A Depressing Coffee in Athens


Today I went for a coffee and cake to my favourite cafe in Kolonaki in central Athens. I found part the shop part open and part closed. Whilst I had been abroad, the restaurant side had closed and although the café had also closed for a while, it was reopened by the owner in the vague hope that things would pick up again and that the great and good of Athenian society would return get their morning caffeine fix and long business lunches.

Kolonaki is very popular with Greeks and tourists. The Nazis had liked this part of Athens so much that they located the Gestapo HQ here during their occupation of Greece. This bit of the Greek capital has long been the place where the wealthy and powerful rub shoulders with the cool and beautiful. Politicians lunch with their pet journalists and at the next table, people who look like models from a Vogue squabble over tomorrow’s shoot. Just by being here, you could delude yourself that you were someone; you could be rich or know the famous even though, in reality, your day job didn’t even impress your mother.

On this Monday though, I was pretty much on my own at the café with just a newspaper and a phone for company. This particular narrow pedestrianised street just off Kolonaki Square used to host a café every few yards. Now, it’s almost deserted. Many of them closed now. I did have some company though, from the pigeons and the hard up that pestered me all the time, but I have learned to set my face hard and send them on their way with a ‘sorry’ – for a few minutes at least. The pigeons I kick at discreetly. I asked my waiter why the restaurant had closed. He was happy at my interest and told me a story of fewer and fewer people eating out – even the wealthy – until eventually, the few regulars left had stopped buying even sandwiches. Just long drawn-out double espressos and lattes. He told me that my old friend, the headwaiter who I had gotten to know over the years, had been lucky, he had moved on and found a job that tipped well. I asked him to pass on my regards, but I learned that he found it too depressing to come back here now.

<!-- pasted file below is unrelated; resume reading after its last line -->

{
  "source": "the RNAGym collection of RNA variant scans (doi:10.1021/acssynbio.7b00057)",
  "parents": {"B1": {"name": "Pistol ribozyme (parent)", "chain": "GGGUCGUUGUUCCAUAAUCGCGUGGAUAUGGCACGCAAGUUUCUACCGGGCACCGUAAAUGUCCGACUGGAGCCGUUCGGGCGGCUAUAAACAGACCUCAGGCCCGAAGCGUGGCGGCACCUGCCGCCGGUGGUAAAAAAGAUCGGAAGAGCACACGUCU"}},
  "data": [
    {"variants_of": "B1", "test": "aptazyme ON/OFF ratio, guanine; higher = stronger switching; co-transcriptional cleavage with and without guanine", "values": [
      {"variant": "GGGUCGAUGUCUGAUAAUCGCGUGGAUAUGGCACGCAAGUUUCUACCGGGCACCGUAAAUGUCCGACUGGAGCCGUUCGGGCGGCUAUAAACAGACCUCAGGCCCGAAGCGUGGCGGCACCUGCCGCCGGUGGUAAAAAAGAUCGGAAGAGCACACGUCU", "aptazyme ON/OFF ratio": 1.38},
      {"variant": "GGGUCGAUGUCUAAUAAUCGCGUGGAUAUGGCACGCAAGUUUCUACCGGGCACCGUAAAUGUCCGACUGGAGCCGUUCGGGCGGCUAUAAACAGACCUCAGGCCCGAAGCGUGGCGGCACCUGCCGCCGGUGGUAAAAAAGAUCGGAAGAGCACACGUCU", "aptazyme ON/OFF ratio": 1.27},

Today I had needed a short break from daily routine in the suburbs. Kolonaki was always the place I headed to relax. It is full of street kiosks selling foreign newspapers and has good boutiques, fancy gift shops and bookshops – whatever a foreign visitor like me could want in and around just one small square in central Athens. But things have changed. Many of these places have disappeared now. So, whilst the place seems busy, it is nothing like it was before. As if a popular shopping street in central London had lost half its shops and bars. People would still go out of habit and because of its reputation, but it would be no fun. All this was a very unexpected fate for Kolonaki to suffer as it is the place where old wealth lives. The Greek Parliament is located, conveniently, just a three-minute walk away so that politicians and their patrons can sit cheek to cheek and fix their deals. Not so long ago, the place would have been buzzing with political schemes, gossiping and daytime dates. But today, the signs of deep recession were everywhere. Today, the whole place could have been the set for a Hollywood end of the world movie.

The taxi-driver who had driven me here had his views on all this, of course. He quickly established that I was a foreigner and then set out his explanation for Greece’s ills. ‘Just explain to me’ he asked, without waiting for a reply, ‘how can a country that is broke, with its people broke, pay and then pay some more, all the taxes they invent each day for us to pay? Now, they want Greeks who have gone abroad to work to pay here as well as in the country they work in. They are just crazy. I don’t need a degree and things to tell you that all this is crazy. All of them, the politicians, the parties and most of all, the Europeans.’ Worried that he would move on to talk about my own country’s hand in all this and to change the subject, I asked him about the taxi business and surprisingly, his tone dropped to almost a whisper. ‘That’s dead. I work a 10 hour shift each day for maybe €60 or €70 a day. And that’s a six-day week. From that we have to live. I can pay some tax, but I can’t pay all they want for property that’s been derelict for 30 years at the horio (home village) and we have three of these things. I can’t sell the ruins and I can’t sell the land, no one buys and no one is able to sell. I would give them to the state for free, and soon it will own nearly all Greece.’